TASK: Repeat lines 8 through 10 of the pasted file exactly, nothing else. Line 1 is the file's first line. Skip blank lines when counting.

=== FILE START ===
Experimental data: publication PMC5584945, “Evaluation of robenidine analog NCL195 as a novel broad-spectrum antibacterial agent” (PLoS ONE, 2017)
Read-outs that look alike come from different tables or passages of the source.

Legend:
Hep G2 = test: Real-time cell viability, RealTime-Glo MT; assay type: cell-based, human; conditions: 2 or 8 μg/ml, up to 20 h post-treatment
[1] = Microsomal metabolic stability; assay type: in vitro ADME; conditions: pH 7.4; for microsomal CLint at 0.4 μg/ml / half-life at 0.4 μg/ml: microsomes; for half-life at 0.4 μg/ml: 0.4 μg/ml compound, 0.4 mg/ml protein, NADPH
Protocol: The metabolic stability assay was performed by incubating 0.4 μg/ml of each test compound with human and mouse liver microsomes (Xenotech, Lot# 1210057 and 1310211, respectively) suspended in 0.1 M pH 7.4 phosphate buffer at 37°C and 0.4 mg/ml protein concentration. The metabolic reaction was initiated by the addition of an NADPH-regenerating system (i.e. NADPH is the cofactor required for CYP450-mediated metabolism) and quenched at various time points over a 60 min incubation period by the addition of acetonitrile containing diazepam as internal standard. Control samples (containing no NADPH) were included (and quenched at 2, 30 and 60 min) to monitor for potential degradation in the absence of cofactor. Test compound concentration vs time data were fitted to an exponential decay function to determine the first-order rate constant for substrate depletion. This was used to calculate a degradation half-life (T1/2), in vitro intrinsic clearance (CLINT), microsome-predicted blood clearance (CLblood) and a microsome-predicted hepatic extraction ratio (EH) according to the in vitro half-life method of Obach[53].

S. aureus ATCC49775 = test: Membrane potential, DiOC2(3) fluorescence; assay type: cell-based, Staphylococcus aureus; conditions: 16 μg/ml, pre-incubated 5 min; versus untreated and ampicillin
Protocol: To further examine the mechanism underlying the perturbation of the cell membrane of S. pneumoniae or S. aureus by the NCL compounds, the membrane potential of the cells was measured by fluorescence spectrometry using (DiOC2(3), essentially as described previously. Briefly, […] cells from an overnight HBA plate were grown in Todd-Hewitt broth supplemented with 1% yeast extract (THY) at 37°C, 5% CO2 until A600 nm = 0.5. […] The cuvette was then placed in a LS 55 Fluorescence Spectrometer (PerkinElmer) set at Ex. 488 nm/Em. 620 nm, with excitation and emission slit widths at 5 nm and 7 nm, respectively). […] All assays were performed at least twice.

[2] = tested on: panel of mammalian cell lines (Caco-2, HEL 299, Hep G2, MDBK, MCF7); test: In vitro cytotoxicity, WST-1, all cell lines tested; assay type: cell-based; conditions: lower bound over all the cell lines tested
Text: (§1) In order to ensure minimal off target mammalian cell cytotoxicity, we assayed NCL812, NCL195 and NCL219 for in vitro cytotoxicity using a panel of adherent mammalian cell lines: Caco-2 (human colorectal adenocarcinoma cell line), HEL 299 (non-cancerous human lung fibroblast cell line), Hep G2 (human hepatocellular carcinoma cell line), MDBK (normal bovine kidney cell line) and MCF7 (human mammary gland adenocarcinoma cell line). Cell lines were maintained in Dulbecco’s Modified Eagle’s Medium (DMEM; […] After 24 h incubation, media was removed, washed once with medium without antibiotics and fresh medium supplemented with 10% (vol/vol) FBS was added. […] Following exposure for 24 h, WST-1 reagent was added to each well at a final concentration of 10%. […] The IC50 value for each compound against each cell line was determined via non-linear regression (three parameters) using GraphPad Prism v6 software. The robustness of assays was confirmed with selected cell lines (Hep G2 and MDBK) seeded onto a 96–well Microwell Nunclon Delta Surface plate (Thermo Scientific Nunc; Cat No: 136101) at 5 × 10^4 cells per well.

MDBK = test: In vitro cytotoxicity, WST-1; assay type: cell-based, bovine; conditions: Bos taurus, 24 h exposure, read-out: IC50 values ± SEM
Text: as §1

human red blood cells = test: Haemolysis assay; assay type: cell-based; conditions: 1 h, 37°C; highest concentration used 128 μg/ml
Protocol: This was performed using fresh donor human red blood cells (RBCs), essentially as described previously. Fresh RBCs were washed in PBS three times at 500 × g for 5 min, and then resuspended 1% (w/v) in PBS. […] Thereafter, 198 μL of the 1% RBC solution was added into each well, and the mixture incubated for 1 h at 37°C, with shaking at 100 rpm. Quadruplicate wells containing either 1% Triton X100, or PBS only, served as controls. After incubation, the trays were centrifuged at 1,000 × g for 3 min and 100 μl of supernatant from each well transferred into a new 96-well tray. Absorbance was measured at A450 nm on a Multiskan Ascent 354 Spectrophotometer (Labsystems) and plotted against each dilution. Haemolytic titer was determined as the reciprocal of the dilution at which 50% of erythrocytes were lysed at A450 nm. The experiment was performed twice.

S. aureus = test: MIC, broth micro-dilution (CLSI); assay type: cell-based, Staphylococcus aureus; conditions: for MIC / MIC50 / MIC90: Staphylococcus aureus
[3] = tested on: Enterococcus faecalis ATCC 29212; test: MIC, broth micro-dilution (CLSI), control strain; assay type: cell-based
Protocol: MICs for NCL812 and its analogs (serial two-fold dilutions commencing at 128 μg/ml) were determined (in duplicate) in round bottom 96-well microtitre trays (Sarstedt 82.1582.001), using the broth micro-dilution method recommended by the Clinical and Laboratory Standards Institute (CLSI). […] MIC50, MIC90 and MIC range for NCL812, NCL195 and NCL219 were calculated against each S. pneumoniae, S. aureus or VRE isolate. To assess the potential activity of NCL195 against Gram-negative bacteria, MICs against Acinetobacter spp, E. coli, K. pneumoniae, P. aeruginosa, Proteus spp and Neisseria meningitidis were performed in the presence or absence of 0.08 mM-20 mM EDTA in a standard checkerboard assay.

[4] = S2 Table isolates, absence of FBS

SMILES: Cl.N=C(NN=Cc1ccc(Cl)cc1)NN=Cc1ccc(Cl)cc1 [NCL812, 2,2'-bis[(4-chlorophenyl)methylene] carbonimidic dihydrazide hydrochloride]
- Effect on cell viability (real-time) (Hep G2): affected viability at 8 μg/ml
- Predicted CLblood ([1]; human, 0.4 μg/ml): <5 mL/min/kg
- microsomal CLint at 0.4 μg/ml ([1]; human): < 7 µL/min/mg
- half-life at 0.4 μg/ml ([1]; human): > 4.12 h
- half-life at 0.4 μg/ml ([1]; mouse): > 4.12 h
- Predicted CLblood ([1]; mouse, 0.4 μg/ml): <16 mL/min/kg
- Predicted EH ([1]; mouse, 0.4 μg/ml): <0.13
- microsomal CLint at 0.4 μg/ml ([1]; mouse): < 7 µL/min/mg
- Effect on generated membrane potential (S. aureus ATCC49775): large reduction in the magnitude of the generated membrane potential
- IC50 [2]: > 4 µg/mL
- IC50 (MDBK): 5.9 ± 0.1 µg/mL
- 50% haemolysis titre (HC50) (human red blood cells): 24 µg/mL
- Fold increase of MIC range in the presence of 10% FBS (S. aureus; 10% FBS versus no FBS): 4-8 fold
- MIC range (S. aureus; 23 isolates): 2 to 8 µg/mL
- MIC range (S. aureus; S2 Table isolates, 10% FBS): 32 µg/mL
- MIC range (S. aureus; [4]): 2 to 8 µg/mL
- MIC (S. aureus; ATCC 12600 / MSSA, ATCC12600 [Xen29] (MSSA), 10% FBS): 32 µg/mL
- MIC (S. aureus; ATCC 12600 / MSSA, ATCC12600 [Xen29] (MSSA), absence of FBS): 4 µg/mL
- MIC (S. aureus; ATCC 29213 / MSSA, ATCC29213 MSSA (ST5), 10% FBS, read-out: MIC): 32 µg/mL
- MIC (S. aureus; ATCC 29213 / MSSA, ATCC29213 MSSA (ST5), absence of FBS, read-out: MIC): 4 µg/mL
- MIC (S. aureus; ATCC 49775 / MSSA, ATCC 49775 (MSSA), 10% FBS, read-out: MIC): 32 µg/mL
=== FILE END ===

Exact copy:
Protocol: To further examine the mechanism underlying the perturbation of the cell membrane of S. pneumoniae or S. aureus by the NCL compounds, the membrane potential of the cells was measured by fluorescence spectrometry using (DiOC2(3), essentially as described previously. Briefly, […] cells from an overnight HBA plate were grown in Todd-Hewitt broth supplemented with 1% yeast extract (THY) at 37°C, 5% CO2 until A600 nm = 0.5. […] The cuvette was then placed in a LS 55 Fluorescence Spectrometer (PerkinElmer) set at Ex. 488 nm/Em. 620 nm, with excitation and emission slit widths at 5 nm and 7 nm, respectively). […] All assays were performed at least twice.

[2] = tested on: panel of mammalian cell lines (Caco-2, HEL 299, Hep G2, MDBK, MCF7); test: In vitro cytotoxicity, WST-1, all cell lines tested; assay type: cell-based; conditions: lower bound over all the cell lines tested
Text: (§1) In order to ensure minimal off target mammalian cell cytotoxicity, we assayed NCL812, NCL195 and NCL219 for in vitro cytotoxicity using a panel of adherent mammalian cell lines: Caco-2 (human colorectal adenocarcinoma cell line), HEL 299 (non-cancerous human lung fibroblast cell line), Hep G2 (human hepatocellular carcinoma cell line), MDBK (normal bovine kidney cell line) and MCF7 (human mammary gland adenocarcinoma cell line). Cell lines were maintained in Dulbecco’s Modified Eagle’s Medium (DMEM; […] After 24 h incubation, media was removed, washed once with medium without antibiotics and fresh medium supplemented with 10% (vol/vol) FBS was added. […] Following exposure for 24 h, WST-1 reagent was added to each well at a final concentration of 10%. […] The IC50 value for each compound against each cell line was determined via non-linear regression (three parameters) using GraphPad Prism v6 software. The robustness of assays was confirmed with selected cell lines (Hep G2 and MDBK) seeded onto a 96–well Microwell Nunclon Delta Surface plate (Thermo Scientific Nunc; Cat No: 136101) at 5 × 10^4 cells per well.